(1) Dear Alice,
Hey, okay, well I french kissed this guy and I didn't use my tongue. Are girls supposed to use their tongues? If so, which way does it go??
(2) Dear Alice,
I would like to know how to french kiss.
(3) Dear Alice,
I have never really frenched a guy!! I have kissed like open mouth but not french. I was reading an article the other day in a mag (embarrassing moments) and this girl forgot to swallow her spit and when they pulled away it was like a big line of spit forming from both of their mouths. I was wondering if they were inexperienced or if they just forgot to swallow. I also have another question. My friend is going out with this guy and he always clanks teeth and bites her tongue and I'm hoping I won't be like that. How can you prevent it? Thank you so much.
Need help!!! (and fast)
Dear Confused, Reader #2, and Need help!!! (and fast),
In a french kiss, both people use their tongues. How you use your tongue is up to you, but it does require a certain amount of finesse. Generally, if you build up to a french kiss, it will feel more natural than if you go for the gusto right away. Perhaps you’d like to start with a few pecks on the cheek, neck, and lips, and then lead up to a more intimate, open-mouthed kiss.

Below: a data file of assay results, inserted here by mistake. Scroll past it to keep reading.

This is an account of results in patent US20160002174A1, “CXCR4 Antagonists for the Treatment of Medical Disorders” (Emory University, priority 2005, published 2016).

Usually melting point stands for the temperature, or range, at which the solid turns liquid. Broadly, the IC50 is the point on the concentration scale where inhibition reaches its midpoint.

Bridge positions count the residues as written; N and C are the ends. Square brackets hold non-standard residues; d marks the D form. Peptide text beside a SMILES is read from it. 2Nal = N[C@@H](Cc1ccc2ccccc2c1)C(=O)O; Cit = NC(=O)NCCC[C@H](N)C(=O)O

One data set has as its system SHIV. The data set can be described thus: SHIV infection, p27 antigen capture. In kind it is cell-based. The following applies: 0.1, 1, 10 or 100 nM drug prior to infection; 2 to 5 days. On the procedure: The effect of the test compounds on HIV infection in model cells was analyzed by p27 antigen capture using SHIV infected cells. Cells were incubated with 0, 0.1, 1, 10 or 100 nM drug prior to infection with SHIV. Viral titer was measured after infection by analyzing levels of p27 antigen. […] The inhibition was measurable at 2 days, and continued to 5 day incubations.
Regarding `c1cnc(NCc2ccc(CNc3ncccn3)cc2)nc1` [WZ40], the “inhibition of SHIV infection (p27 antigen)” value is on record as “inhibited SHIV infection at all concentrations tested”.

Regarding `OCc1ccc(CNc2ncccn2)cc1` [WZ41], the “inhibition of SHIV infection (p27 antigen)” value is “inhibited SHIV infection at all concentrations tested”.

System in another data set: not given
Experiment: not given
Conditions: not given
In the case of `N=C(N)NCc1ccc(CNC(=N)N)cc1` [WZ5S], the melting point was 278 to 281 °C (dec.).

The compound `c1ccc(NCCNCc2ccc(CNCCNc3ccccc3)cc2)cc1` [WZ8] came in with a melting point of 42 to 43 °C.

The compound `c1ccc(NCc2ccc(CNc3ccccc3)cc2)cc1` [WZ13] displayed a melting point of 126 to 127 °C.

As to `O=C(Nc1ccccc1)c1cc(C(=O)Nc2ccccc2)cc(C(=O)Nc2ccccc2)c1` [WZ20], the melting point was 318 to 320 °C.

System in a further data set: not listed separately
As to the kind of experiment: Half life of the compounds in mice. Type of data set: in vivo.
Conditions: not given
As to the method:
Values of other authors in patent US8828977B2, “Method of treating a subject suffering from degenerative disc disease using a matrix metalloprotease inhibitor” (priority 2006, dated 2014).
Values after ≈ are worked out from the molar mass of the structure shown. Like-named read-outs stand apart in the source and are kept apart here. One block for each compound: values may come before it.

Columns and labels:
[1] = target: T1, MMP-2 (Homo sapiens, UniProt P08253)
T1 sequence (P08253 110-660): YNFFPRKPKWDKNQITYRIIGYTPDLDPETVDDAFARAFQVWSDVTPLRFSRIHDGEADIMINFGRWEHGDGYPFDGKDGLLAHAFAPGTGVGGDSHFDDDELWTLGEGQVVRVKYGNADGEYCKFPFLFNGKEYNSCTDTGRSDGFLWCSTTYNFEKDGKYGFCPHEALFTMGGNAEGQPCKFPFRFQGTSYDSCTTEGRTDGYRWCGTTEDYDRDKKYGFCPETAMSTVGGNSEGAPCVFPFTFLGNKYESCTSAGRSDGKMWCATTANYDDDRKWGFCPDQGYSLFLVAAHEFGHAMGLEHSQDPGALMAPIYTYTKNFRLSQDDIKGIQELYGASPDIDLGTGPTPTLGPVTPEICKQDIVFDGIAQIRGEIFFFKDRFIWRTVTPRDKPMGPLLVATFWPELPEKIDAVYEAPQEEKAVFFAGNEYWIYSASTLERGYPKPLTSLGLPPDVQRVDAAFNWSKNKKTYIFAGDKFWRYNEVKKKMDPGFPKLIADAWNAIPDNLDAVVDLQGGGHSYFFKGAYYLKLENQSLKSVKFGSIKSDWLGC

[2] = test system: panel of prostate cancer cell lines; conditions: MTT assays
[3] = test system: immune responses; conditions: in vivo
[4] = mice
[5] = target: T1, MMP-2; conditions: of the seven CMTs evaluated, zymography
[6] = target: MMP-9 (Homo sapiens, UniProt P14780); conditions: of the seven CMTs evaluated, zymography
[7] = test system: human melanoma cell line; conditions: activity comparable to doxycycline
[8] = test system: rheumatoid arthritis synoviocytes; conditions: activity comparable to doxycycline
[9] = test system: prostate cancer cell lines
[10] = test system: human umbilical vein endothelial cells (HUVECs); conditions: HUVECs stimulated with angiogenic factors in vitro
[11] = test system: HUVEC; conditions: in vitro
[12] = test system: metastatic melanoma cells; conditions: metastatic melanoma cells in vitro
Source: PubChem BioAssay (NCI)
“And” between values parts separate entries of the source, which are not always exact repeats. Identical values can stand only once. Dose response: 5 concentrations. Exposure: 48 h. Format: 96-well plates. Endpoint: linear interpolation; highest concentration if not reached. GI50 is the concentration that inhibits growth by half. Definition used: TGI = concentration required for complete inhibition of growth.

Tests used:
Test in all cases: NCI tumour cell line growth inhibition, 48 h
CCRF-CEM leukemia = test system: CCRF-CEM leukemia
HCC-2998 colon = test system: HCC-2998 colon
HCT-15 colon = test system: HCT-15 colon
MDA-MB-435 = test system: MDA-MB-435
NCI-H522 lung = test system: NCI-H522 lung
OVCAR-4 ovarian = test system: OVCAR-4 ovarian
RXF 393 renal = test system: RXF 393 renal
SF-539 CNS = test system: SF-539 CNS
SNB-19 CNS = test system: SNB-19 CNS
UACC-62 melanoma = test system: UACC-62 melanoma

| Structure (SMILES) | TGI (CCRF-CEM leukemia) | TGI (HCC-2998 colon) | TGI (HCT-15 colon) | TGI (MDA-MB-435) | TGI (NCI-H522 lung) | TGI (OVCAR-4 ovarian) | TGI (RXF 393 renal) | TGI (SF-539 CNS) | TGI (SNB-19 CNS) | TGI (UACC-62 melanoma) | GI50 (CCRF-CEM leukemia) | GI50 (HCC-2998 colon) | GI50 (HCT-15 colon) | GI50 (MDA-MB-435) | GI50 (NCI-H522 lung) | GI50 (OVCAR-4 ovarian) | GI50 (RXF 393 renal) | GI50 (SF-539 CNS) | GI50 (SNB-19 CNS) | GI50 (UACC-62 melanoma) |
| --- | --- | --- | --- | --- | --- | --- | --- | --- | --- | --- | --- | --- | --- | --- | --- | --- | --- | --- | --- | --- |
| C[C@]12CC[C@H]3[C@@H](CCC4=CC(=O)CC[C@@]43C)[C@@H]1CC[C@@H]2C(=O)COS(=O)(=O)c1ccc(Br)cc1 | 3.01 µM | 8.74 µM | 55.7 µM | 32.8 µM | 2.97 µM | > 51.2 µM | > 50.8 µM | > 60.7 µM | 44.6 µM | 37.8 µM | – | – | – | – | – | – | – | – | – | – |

Above all, you definitely don't want to simply stick your tongue in the other person's mouth and then let it hang loose. Instead, use your tongue to gently explore the other kisser's mouth and to play with her/his tongue. Take short breaks to "come up for air" and to swallow your own saliva. Also, you can try to avoid clanking teeth. This tends to happen when both people fail to turn or tilt their heads slightly to one side, or when your mouths are open a little too much. If your teeth bump, you and your partner can just laugh about it and keep on going — no big deal! After a few french kisses, you'll start to figure out how to avoid bumps. You might even find you enjoy a light nibble on your lips or tongue, but let your partner know if you’d like him/her to go easy with the chompers!
Kissing should be enjoyable for both people involved. Don't be afraid to speak up if something isn't pleasurable or if it hurts. For example, imaging in the heat of the moment you realize that your partner has latched onto your lip like a hook in a fish’s mouth. You could say: "Oooh, that kind of hurts — could you try being gentler with my lips? I want to make sure they stay smooth and soft for you!” Being nice about it can alleviate any awkward moments. Plus, you can even take that as an opportunity to ask what your kissing partner likes and doesn't like about the way you kiss.
Ultimately, kissing is not a science. Figuring out what you and your partner like is a process, and you’ll learn a whole lot along the way. Kissing preferences might even change with time, the situation, and your partner. And don’t forget, the more you kiss, the better a kisser you’ll become!
Originally published Sep 04, 1998
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